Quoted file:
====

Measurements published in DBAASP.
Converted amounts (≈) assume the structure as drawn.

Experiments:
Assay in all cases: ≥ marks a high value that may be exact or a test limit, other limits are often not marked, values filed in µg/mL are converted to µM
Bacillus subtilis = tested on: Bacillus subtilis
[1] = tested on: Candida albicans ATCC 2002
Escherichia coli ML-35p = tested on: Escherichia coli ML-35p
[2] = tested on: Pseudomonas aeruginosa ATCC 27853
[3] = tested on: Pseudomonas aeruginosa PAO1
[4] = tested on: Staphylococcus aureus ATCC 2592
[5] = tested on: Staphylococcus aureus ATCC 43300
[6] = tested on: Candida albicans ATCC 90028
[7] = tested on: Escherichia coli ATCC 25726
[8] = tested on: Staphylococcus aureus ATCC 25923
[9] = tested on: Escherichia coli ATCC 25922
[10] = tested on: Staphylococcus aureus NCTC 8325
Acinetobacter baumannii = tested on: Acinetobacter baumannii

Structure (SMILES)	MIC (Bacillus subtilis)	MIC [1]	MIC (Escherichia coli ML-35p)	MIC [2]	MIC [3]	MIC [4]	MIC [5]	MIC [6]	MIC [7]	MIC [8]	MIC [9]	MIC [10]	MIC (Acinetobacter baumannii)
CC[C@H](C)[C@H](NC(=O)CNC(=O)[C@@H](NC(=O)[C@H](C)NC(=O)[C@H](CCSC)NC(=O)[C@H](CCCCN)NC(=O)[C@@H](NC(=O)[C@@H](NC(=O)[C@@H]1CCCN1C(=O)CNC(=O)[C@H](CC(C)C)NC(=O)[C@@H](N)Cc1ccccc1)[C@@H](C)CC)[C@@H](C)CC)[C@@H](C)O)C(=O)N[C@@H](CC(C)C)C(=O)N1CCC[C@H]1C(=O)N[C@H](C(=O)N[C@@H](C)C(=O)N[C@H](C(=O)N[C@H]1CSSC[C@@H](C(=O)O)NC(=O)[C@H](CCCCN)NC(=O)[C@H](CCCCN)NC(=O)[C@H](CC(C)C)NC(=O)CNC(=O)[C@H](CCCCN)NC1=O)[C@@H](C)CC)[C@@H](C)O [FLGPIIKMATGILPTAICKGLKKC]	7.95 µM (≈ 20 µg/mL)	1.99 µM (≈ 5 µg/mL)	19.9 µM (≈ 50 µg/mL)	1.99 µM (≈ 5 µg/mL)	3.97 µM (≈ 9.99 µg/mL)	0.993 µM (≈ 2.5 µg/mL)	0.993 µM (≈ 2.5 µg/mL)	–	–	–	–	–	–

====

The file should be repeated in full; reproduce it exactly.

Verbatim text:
Measurements published in DBAASP.
Converted amounts (≈) assume the structure as drawn.

Experiments:
Assay in all cases: ≥ marks a high value that may be exact or a test limit, other limits are often not marked, values filed in µg/mL are converted to µM
Bacillus subtilis = tested on: Bacillus subtilis
[1] = tested on: Candida albicans ATCC 2002
Escherichia coli ML-35p = tested on: Escherichia coli ML-35p
[2] = tested on: Pseudomonas aeruginosa ATCC 27853
[3] = tested on: Pseudomonas aeruginosa PAO1
[4] = tested on: Staphylococcus aureus ATCC 2592
[5] = tested on: Staphylococcus aureus ATCC 43300
[6] = tested on: Candida albicans ATCC 90028
[7] = tested on: Escherichia coli ATCC 25726
[8] = tested on: Staphylococcus aureus ATCC 25923
[9] = tested on: Escherichia coli ATCC 25922
[10] = tested on: Staphylococcus aureus NCTC 8325
Acinetobacter baumannii = tested on: Acinetobacter baumannii

Structure (SMILES)	MIC (Bacillus subtilis)	MIC [1]	MIC (Escherichia coli ML-35p)	MIC [2]	MIC [3]	MIC [4]	MIC [5]	MIC [6]	MIC [7]	MIC [8]	MIC [9]	MIC [10]	MIC (Acinetobacter baumannii)
CC[C@H](C)[C@H](NC(=O)CNC(=O)[C@@H](NC(=O)[C@H](C)NC(=O)[C@H](CCSC)NC(=O)[C@H](CCCCN)NC(=O)[C@@H](NC(=O)[C@@H](NC(=O)[C@@H]1CCCN1C(=O)CNC(=O)[C@H](CC(C)C)NC(=O)[C@@H](N)Cc1ccccc1)[C@@H](C)CC)[C@@H](C)CC)[C@@H](C)O)C(=O)N[C@@H](CC(C)C)C(=O)N1CCC[C@H]1C(=O)N[C@H](C(=O)N[C@@H](C)C(=O)N[C@H](C(=O)N[C@H]1CSSC[C@@H](C(=O)O)NC(=O)[C@H](CCCCN)NC(=O)[C@H](CCCCN)NC(=O)[C@H](CC(C)C)NC(=O)CNC(=O)[C@H](CCCCN)NC1=O)[C@@H](C)CC)[C@@H](C)O [FLGPIIKMATGILPTAICKGLKKC]	7.95 µM (≈ 20 µg/mL)	1.99 µM (≈ 5 µg/mL)	19.9 µM (≈ 50 µg/mL)	1.99 µM (≈ 5 µg/mL)	3.97 µM (≈ 9.99 µg/mL)	0.993 µM (≈ 2.5 µg/mL)	0.993 µM (≈ 2.5 µg/mL)	–	–	–	–	–	–